Rangées de graines.. © INRA, Elena Schweitzer © Fotolia

Our results

Contents
  1. Introduction
  2. Human milk digestion in the preterm infant: impact of technological treatments
  3. Research & Innovation 2017 - For Food and Biobased Products
  4. The way in which proteins aggregate when heated may change their sensitising potency
  5. Enhancing the viability of spray-dried probiotic bacteria by stimulating their stress tolerance
  6. To stick or not to stick? Pulling pili sheds new light on biofilm formation
  7. When biopolymers selfassemble: a balance between energy and entropy.
  8. Mimicking the gastrointestinal digestion in a lab-on-a-chip:the microdigester
  9. How a milk droplet becomes a powder grain
  10. Research & Innovation 2016 - For Food and Bioproducts
  11. A new process for the biorefining of plants
  12. Under the UV light : the bacterial membrane
  13. Reverse engineering or how to rebuild ... bread!
  14. Green Chemistry: a step towards lipid production in yeast
  15. Individually designed neo-enzymes for antibacterial vaccines
  16. Multi-scale mechanical modelling: from the nanometric scale to the macroscopic properties of bread crumb
  17. Minimill: 500 g to assess the milling value of soft wheats
  18. Microbial production of lipids for energy or chemical purposes
  19. The discrete role of ferulic acid in the assembly of lignified cell wall
  20. Eco-design of composites made from wood co-products
  21. Analysis of volatile compounds enables the authentication of a poultry production system
  22. Nanoparticles as capping agents for biopolymers microscopy
  23. Pasteurisation, UHT, microfiltration...All the processes don't affect the nutritional quality of milk in the same way
  24. Integration of expert knowledge applied to cheese ripening
  25. Controlling cheese mass loss during ripening
  26. The shape memory of starch
  27. Research & Innovation 2015 - For Food & Biobased Products
  28. Behaviour of casein micelles during milk filtering operations
  29. Overaccumulation of lipids by the yeast S. cerevisiae for the production of biokerosine
  30. Sequential ventilation in cheese ripening rooms: 50% electrical energy savings
  31. An innovative process to extract bioactive compounds from wheat
  32. Diffusion weighted MRI: a generic tool for the microimaging of lipids in food matrices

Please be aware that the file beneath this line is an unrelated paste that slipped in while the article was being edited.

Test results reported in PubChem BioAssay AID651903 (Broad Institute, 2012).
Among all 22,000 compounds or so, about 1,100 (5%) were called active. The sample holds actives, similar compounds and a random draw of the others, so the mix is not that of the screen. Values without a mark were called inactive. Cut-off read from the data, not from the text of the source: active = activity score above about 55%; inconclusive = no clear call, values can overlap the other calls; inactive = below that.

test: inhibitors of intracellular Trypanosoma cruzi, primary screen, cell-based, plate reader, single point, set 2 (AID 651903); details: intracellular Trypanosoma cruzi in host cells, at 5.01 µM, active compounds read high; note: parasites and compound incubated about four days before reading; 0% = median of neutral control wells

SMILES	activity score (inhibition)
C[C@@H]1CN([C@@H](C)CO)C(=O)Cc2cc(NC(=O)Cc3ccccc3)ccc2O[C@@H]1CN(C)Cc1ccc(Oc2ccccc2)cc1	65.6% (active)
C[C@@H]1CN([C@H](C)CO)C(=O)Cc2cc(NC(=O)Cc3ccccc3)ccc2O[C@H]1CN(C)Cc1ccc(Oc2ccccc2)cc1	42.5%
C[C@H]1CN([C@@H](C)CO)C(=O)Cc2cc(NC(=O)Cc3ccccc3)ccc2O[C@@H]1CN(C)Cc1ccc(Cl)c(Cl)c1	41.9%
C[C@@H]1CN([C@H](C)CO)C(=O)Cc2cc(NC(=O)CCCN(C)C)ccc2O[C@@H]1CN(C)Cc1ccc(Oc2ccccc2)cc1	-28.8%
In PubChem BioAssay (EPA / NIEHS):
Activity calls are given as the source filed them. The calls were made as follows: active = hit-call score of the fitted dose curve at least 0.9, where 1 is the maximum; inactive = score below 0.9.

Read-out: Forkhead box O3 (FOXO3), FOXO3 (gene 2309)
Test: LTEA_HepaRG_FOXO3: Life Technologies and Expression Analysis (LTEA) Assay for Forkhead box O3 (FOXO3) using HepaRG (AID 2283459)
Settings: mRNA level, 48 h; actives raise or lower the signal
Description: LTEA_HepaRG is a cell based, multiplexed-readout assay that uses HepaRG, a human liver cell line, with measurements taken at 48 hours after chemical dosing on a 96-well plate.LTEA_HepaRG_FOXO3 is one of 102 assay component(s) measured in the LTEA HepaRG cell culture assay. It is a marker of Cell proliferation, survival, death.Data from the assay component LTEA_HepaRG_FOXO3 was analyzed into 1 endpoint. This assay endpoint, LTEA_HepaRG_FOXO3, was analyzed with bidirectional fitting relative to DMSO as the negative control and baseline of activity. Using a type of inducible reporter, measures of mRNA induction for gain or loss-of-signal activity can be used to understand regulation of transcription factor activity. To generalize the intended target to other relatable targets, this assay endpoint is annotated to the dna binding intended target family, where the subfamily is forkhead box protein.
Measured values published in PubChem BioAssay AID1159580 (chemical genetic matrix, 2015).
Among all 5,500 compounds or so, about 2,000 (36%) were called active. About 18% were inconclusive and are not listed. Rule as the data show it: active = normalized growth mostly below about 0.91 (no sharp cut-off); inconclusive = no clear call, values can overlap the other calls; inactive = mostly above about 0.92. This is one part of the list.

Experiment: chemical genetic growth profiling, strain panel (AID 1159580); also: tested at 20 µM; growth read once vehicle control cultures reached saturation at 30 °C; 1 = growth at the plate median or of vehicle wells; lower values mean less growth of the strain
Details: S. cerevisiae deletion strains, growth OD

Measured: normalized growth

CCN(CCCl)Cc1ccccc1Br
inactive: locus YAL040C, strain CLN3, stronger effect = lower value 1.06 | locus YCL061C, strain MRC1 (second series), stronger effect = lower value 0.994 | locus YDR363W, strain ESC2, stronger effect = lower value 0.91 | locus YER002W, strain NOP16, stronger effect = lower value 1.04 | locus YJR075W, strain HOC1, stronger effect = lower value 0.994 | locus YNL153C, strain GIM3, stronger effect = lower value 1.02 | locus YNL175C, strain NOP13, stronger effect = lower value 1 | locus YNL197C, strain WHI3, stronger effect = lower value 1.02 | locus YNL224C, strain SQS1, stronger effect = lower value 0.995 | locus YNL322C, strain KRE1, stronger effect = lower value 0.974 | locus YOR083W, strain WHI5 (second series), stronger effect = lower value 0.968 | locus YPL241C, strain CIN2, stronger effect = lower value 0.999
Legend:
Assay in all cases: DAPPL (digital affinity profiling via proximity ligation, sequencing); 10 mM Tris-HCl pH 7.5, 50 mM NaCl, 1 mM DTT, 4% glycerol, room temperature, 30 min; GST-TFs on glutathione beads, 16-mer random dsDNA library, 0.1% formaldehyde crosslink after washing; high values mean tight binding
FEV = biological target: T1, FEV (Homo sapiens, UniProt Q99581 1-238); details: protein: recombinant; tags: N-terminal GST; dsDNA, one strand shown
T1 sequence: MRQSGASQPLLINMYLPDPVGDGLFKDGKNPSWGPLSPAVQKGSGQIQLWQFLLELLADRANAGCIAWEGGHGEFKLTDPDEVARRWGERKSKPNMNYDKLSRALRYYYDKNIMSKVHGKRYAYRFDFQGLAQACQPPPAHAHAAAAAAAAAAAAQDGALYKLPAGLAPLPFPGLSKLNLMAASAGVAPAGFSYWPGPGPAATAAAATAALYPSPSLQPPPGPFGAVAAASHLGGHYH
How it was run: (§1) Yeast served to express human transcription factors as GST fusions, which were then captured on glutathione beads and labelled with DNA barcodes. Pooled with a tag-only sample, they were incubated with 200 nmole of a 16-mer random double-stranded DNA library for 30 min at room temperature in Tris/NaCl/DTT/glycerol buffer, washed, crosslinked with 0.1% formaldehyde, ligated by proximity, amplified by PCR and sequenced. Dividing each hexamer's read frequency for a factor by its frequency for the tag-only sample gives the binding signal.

33. Characterization of a major gene of anthocyanin biosynthesis in grape berry
  34. New enzyme activity detectors made from semi-reflective biopolymer nanolayers
  35. Improving our knowledge about the structure of the casein micelle
  36. Heating milk seems to favour the development of allergy in infants
  37. Fun with Shape
  38. Using volatile metabolites in meat products to detect livestock contamination by environmental micropollutants
  39. SensinMouth, when taste makes sense
  40. A decision support system for the fresh fruit and vegetable chain based on a knowledge engineering approach
  41. SOLEIL casts light on the 3D structure of proteins responsible for the stabilisation of storage lipids in oilseed plants
  42. A close-up view of the multi-scale protein assembly process
  43. Controlling the drying of infant dairy products by taking water-constituent interactions into account
  44. Polysccharide nanocrystals to stabilise pickering emulsions
  45. Discovery of new degradative enzymes of plant polysaccharides in the human intestinal microbiome
  46. A durum wheat flour adapted for the production of traditional baguettes
  47. Virtual modelling to guide the construction of « tailored-made » enzymes
  48. How far can we reduce the salt content of cooked meat products?
  49. Diffusion of organic substances in polymer materials: beyond existing scaling laws
  50. Smart Foams : various ways to destroy foams on demand !
  51. Dates, rich in tannins and yet neither bitter nor astringent
  52. Sodium content reduction in food
  53. Research & Innovation 2014

Behaviour of casein micelles during milk filtering operations

During the transformation of milk into cheese or another dairy product, concentration stages are often necessary. Their major aim is to increase the content of casein, proteins organised in the form of “casein micelles”, quasi-spherical aggregates measuring approximately 100 nanometers in diameter. Understanding how casein micelles behave during the concentration process is essential to a more effective control of operations currently in use and to the development of new processes. Physical chemists working with soft matter physicists demonstrated that the casein micelle, depending on the level of concentration, acts first as a “hard” colloid, then as a “sticky” colloid and, finally, as a “soft and compressible” colloid. In addition to being useful from the technological point of view, these results suggest that the casein micelle may be a true model object for colloid physics.

Micelles de caséine présentes naturellement dans le lait de vache (vues par cryoMET).,. © INRA, GAILLARD Cédric

Understanding how casein micelles behave during the concentration process